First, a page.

Laos has issued a new law prohibiting online criticism of the government and the ruling communist party, according to state media, setting out stiff penalties for netizens and Internet service providers who violate controls.
Last week, Lao Prime Minister Thongsing Thammavong signed Decree No. 327 into law “to monitor and prevent … information deemed threatening [to] society and national security,” according to the official Lao News Agency (KPL).
The 28-point decree makes Laos the latest Southeast Asian country to implement tough new laws governing use of the Internet.
Under the decree, which will take effect on Oct. 1, netizens will face criminal charges for publishing “untrue information” about policies of the ruling Lao People’s Revolutionary Party or the Lao government for the purpose of “undermining … the country.”
Netizens found to be disseminating content encouraging terrorism and social disorder, or which is deemed to “divide the solidarity among ethnic groups and between countries,” will also face charges, KPL said, adding that “national secrets” are also prohibited from being circulated.
Pornography and “inappropriate photos” are banned from online publication, as well as “photos that contradict Lao traditions and culture” and images that violate intellectual property rights.
The decree also requires netizens to use their real names when setting up social media and other accounts online.
Any Internet service provider determined to be “making available conditions or facilitating” actions aimed at tarnishing party or government policies would also face legal action, the report said.
Those committing “minor” violations of the decree would receive a warning, it said, while those involved in “serious infringements” will be “disciplined, fined or subject to civil or criminal charges.”
According to the official Vientiane Times, the government decided to issue the decree after authorities “learnt that many users have used the Internet in negative ways,” including circulating “false information” as well as “inappropriate photos” through social media such as Facebook.
The move also comes amid economic growth in Laos which has seen cell phone and Internet usage rates grow in recent years as the impoverished country slowly develops.
In Laos, social media reaction to the new decree was largely negative, with many users commenting that articles in the law were too vague.
One anonymous commenter welcomed the new measures, saying that they would bring order to social media services like Facebook and would prevent Internet users from “creating divisions within society.”
“Netizens use the Internet for political purposes more than anything else,” he wrote.
“If it is related to analysis or comments, it is good, but [the Internet] is also used for insulting people. It must be controlled according to law.”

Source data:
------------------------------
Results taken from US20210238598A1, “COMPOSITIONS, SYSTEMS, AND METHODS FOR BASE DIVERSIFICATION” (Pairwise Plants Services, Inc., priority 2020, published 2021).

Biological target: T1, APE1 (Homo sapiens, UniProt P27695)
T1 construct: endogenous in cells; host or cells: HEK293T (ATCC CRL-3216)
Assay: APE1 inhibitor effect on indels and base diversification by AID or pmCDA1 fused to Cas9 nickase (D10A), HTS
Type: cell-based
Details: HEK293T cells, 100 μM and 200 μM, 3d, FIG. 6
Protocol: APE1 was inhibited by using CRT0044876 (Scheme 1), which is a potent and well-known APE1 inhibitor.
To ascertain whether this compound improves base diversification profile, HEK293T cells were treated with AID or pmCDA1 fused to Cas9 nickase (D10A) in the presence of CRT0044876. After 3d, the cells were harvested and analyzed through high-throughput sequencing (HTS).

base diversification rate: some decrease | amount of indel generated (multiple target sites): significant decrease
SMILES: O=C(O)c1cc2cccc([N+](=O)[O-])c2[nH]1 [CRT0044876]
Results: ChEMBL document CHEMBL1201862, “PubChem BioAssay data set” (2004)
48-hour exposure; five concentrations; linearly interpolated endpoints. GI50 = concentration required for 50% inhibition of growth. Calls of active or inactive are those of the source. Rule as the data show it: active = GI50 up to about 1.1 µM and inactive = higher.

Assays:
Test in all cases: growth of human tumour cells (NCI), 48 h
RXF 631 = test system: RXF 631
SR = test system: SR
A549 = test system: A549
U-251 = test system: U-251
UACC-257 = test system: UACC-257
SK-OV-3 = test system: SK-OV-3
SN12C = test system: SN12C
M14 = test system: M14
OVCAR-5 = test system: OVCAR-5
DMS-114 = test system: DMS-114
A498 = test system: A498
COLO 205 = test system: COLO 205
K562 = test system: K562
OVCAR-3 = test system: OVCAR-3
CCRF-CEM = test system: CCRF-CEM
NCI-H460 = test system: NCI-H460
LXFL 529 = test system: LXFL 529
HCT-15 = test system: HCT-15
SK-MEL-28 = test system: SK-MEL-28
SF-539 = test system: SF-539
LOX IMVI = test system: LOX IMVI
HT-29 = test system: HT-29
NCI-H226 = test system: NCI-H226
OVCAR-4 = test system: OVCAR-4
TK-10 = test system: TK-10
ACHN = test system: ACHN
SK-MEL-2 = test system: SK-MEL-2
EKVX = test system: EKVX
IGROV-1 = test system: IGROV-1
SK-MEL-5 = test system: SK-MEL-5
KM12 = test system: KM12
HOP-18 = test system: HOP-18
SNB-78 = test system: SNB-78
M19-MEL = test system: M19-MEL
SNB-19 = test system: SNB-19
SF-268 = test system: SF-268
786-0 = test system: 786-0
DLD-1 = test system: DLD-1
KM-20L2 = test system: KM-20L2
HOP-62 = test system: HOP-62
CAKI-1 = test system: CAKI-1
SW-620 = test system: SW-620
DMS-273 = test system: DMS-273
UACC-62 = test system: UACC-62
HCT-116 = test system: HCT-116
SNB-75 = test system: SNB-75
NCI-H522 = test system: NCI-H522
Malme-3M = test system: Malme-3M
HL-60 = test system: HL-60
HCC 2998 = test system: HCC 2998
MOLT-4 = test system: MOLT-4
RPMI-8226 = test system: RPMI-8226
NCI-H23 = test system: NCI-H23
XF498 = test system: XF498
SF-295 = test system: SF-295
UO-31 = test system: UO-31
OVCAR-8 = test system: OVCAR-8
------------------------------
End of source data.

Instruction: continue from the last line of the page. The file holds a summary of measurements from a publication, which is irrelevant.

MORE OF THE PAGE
But another commenter suggested the decree was so broad that a majority of Internet users would face charges for violating it in one way or another, while many Internet service providers would be forced to shut down.
“If the decree is truly enforced, there will be no empty cells in the jails for the offenders,” the commenter wrote. “Putting the whole population in jail is not something that can be done.” A third commenter said that the Internet restrictions were akin to “tying the arms” of journalists to prevent them from reporting the truth.
He noted that imposing controls on the Internet is in direct conflict with the country’s media law, which safeguards the rights of reporters to accurately cover the news.
Observers say that while the decree may seek to control the use of the Internet, there is likely to be no immediate effect on usage as the government lacks experienced working units to scrutinize online content, though that may change over time.
In the meantime, they say, the decree may simply be aimed at intimidating Internet users, in much the same way earlier decrees banning illegal logging or ordering state employees to declare their assets have done, without proper enforcement.
Reports have suggested that Laos may have received advice about how to control online media from its neighbor Vietnam, which in September last year introduced Decree No. 72—a set of similar restrictions on Web usage which drew condemnation from global Internet firms.
Vietnam has jailed dozens of activists amid a crackdown on online dissent that has intensified over the past four years, convicting many of them under vaguely worded national security provisions, according to rights groups.
The Lao Communist Party leadership, which has ruled the country with an iron fist since 1975, has long enforced strict controls on broadcast and print media in the country, where only about 8 percent of the population has access to the Internet.
However, social media use has become increasingly prominent in Laos in recent years, especially among the younger population.
There has been a large jump in the number of Facebook users, from 200,000 users in 2012 to 530,000 as of May this year, 82 percent of whom are under 30 years old, according to Keovisouk Solaphom, acting director-general of the Lao National Internet Centre.